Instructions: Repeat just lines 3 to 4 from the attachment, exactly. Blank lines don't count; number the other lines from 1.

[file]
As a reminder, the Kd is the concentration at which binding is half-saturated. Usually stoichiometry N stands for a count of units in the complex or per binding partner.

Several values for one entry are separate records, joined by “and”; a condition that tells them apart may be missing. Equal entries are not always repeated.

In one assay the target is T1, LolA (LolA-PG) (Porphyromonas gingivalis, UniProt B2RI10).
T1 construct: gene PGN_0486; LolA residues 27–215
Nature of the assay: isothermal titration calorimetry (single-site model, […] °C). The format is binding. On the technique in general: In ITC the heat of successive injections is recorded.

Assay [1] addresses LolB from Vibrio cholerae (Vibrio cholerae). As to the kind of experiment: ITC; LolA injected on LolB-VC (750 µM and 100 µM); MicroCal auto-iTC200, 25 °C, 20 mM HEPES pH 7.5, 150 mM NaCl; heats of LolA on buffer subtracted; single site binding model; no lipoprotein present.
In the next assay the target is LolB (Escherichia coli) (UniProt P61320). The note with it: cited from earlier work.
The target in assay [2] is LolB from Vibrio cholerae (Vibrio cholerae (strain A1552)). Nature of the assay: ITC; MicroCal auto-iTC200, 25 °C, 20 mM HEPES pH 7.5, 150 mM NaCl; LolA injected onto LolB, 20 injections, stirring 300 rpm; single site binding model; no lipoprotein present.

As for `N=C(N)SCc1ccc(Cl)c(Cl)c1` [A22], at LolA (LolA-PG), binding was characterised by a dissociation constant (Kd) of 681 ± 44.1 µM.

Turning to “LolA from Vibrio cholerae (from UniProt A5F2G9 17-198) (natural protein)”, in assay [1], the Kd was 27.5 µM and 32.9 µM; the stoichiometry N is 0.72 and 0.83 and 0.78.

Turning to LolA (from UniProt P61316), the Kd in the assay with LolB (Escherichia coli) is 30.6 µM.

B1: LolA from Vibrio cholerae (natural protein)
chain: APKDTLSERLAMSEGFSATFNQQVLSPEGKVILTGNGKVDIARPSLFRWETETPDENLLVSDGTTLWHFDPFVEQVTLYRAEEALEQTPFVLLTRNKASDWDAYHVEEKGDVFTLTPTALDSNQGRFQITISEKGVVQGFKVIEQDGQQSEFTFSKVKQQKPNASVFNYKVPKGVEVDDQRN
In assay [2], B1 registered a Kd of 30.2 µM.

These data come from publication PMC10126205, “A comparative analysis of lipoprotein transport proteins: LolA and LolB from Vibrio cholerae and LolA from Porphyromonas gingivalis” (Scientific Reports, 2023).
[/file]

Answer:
In one assay the target is T1, LolA (LolA-PG) (Porphyromonas gingivalis, UniProt B2RI10).
T1 construct: gene PGN_0486; LolA residues 27–215